Ocasio-Cortez on public life: 'Sometimes I just want to be a human being'

Ocasio-Cortez on public life: 'Sometimes I just want to be a human being'
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Rep. Alexandria Ocasio-CortezAlexandria Ocasio-CortezLouisiana governor wins re-election White House backs Stephen Miller amid white nationalist allegations Ocasio-Cortez voices support for Taylor Swift in artist's battle to perform her songs MORE (D-N.Y.) expressed the difficulty of constantly being in the spotlight in a recent interview. 

“Sometimes I just want to be a human being. And you don’t get to be a human any more,” she told HuffPost on Tuesday. “Everything you do from wearing sweatpants to the bodega to getting a haircut ― every personal decision you make for yourself is never going to be yours any more.” 

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She said that experiencing a lot of notoriety after defeating a powerful congressman in a 2018 primary was "right up there with my family almost getting foreclosed on ― one of the most stressful experiences ever."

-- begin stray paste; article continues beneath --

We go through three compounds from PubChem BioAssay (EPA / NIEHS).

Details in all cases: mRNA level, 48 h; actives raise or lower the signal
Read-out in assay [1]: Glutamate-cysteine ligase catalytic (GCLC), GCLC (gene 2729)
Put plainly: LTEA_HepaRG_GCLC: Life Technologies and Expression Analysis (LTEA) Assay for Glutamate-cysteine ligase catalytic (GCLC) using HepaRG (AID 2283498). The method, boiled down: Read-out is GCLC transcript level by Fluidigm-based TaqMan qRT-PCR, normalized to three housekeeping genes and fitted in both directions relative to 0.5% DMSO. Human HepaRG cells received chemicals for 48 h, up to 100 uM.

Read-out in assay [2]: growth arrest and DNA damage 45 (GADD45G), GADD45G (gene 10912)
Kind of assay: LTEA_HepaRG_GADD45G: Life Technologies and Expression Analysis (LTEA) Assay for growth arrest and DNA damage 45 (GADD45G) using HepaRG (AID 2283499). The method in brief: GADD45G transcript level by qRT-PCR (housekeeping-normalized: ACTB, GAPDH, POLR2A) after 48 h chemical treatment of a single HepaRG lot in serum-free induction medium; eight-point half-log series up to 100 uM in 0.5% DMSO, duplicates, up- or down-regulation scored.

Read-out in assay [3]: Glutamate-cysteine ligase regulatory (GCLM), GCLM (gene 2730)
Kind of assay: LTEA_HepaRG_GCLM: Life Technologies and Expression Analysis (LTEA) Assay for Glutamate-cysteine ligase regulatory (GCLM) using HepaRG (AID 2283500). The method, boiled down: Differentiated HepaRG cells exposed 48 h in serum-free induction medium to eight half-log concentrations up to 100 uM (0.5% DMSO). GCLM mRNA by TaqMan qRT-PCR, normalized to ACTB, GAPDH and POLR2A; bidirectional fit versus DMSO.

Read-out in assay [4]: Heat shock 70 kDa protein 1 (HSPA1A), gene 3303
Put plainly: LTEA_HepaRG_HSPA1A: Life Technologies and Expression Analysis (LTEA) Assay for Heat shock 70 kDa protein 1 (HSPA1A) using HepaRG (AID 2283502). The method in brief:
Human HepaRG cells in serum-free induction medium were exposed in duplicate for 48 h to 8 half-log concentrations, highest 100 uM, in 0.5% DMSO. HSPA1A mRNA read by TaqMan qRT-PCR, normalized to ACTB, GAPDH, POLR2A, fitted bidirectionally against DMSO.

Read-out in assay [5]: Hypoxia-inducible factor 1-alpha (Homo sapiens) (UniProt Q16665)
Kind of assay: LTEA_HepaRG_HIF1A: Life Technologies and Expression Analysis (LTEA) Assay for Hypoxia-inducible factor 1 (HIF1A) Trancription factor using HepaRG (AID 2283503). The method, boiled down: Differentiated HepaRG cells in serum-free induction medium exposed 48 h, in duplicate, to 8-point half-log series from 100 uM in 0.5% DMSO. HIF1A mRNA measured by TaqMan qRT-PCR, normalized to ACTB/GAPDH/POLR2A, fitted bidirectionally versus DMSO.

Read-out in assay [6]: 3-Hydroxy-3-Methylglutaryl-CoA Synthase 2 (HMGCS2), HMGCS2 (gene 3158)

Ocasio-Cortez told the news outlet that she has accepted that she won't be able to have privacy due to the scrutiny on her and possible security threats she faces. 

“You kind of grieve for that. It has its highs and it has its lows,” she said. “A lot of people look at the highs, but sometimes it feels like you got a tattoo on your face that you didn’t ask for. It’s hard. It’s very hard. Sometimes you just want to get a drink or eat a hamburger.”

The progressive Democrat also said she needs to balance this with her job of representing constituents. 

“I can’t afford to be hidden away. In order for me to do my job, I need to be connected to people,” she said. “My job is to love people. And that’s very difficult sometimes given the amount of barriers.”

Since defeating then-Rep. Joseph Crowley (D-N.Y.) in a primary last year, Ocasio-Cortez has had constant media attention.

Earlier this year, while discussing her frequent Fox News coverage, she said, "Why are so many grown men obsessed with this 29-year-old?"

Ocasio-Cortez has also said she receives a “flood of death threats” when organizations put out hateful messages about her.